Saturday is also the day when we tweet each others' news. Look out for the 'tweety bird' and add your pre-written tweet to the thread. Feel free to tweet for others.

Thanks for your co-operation!

45 comments:

Alex J. Cavanaugh said...

Five years to become good at something? Since most of us don't have the hours to spare, that means it takes longer.
And awesome IWSG Facebook is at a thousand members now!

Trisha F said...

I think this post helps me right now because it tells me I shouldn't rush. But at the same time I do actually need to work faster than I have been, because I haven't really been doing much of anything writing-related lately. Not good!

kaykuala said...

The good thing about writing is, it is emotions and hard-work combined to hone the skills. Now another element, the time factor as a variable puts it into a different ball game.One needs to write and read to come up with something. Since facilities are available it is a matter of systems go and time management thrown in. Half a year gone and nothing to show! It's pathetic and afflicting many. Well there is still time enough though! Something's got to give maybe something small a short story, perhaps for starters!

Hank

L. Diane Wolfe said...

Too many rush and their work suffers as a result.

cleemckenzie said...

Congrats to IWSG for their 1000 followers. Someone should find Gary soon with everyone searching.

I'm in the slow, but steady camp when it comes to publishing. I don't want my name on something that I'll be ashamed of later. Some writers are just better at "fast." I'm not.

Chrys Fey said...

I've learned that patience is key to writing and publishing. :)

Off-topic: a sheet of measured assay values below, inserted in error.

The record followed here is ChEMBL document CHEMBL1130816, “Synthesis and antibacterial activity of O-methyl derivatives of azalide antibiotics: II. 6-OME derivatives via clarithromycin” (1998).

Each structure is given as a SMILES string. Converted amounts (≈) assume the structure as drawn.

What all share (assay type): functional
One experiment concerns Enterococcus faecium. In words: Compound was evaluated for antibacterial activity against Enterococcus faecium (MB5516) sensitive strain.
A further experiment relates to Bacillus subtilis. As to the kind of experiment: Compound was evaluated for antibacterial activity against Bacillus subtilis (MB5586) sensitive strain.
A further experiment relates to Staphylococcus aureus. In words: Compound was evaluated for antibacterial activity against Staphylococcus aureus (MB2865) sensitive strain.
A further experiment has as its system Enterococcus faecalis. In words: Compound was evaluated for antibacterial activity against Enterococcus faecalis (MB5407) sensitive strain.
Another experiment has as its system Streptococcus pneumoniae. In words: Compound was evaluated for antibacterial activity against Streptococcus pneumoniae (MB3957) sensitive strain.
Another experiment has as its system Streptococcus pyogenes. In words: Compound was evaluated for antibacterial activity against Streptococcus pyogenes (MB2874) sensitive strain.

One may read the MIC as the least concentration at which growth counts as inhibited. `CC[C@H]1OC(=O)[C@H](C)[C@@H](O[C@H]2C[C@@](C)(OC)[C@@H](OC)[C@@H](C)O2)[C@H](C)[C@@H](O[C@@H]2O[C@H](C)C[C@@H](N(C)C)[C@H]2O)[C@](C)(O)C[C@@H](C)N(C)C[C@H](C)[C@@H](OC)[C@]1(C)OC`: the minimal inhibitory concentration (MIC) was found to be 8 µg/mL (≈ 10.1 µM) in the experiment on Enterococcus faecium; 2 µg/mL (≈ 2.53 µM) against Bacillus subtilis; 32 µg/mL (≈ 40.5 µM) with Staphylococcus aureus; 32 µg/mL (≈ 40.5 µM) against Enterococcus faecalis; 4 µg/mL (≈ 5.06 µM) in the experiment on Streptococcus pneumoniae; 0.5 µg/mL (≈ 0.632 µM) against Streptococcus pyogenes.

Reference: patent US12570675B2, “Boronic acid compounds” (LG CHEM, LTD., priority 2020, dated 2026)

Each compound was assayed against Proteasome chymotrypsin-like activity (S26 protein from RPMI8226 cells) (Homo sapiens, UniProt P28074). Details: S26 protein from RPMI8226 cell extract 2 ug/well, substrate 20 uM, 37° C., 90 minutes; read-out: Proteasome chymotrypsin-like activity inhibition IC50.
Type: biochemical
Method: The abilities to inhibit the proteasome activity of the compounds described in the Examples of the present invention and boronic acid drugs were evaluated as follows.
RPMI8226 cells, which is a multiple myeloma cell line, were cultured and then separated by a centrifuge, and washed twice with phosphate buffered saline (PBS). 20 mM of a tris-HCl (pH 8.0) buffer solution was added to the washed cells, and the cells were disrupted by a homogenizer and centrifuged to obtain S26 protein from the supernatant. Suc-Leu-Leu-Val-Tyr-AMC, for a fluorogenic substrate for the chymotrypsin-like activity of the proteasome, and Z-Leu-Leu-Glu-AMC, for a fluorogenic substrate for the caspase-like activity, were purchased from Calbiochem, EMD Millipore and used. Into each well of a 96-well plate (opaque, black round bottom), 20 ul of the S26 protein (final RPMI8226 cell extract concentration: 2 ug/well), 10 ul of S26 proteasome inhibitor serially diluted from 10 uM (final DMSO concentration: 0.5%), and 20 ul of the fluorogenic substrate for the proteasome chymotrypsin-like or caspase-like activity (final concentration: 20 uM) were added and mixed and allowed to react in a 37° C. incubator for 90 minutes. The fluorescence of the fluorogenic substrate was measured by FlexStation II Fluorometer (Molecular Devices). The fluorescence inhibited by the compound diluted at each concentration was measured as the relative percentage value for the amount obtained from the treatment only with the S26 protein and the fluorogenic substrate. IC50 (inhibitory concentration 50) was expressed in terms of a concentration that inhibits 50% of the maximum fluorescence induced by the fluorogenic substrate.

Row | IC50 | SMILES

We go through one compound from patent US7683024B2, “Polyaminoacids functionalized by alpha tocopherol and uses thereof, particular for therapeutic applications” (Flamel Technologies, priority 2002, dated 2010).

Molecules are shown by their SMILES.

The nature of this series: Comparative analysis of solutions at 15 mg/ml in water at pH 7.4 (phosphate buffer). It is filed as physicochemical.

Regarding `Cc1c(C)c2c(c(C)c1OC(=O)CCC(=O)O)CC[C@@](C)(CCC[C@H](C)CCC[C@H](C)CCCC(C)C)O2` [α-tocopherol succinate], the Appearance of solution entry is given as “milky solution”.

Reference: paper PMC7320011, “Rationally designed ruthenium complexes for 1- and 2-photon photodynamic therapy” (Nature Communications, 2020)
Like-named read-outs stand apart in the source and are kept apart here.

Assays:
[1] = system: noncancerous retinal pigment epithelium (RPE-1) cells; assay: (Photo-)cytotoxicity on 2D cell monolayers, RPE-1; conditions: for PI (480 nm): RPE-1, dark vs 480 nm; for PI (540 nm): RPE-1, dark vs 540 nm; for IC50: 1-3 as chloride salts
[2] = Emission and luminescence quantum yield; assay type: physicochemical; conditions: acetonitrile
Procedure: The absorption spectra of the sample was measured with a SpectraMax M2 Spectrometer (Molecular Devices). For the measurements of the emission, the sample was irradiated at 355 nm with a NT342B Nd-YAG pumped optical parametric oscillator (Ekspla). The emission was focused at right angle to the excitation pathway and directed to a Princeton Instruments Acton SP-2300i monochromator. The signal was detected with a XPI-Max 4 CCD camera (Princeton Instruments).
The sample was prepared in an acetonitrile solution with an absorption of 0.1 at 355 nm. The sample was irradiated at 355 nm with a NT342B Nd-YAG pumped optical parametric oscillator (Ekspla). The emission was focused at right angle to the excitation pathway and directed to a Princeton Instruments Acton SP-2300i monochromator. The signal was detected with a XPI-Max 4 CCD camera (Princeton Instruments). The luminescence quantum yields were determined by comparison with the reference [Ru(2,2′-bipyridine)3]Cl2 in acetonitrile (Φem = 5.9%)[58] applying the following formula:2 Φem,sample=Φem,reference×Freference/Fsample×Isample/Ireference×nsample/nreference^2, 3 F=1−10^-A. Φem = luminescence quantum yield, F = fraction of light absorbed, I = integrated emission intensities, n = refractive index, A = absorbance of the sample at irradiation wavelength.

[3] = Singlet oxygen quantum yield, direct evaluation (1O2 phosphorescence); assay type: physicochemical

Susan Gourley/Kelley said...

When I think of the years I struggled before publication I do wonder if writers are more likely to rush into self publication now since it's easier.

Susan Gourley/Kelley said...

When I think of the years I struggled before publication I do wonder if writers are more likely to rush into self publication now since it's easier.

Lexa Cain said...

I totally agree about our society changing. People want things NOW! I also think writers are rushing to publish because they can. It's a hard lesson when negative reviews come in and the book's not selling. I'm firmly in your camp: Hard Work + Patience = Success. (Now if I could just find some of that elusive success...) Great post!

Jemi Fraser said...

Agreed. There's nothing wrong with working hard and waiting for success! I've been at it for a little over 5 years and I know I'm not ready to publish yet! :)

Morgan said...

SUCH a fabulous post, Michelle. Loved. And I love your thoughts on WHY we do this. I know I'm definitely in it for the long haul, no matter how many hours I have to put in. :)

Mary Aalgaard said...

All of what you said is absolutely true. I especially love your parting words on what lasts. Luck is where opportunity meets hard work. Keep on showing up to the page (and off!) and you will find success.

Carol Kilgore said...

Excellent post with great points to ponder.

Christine Rains said...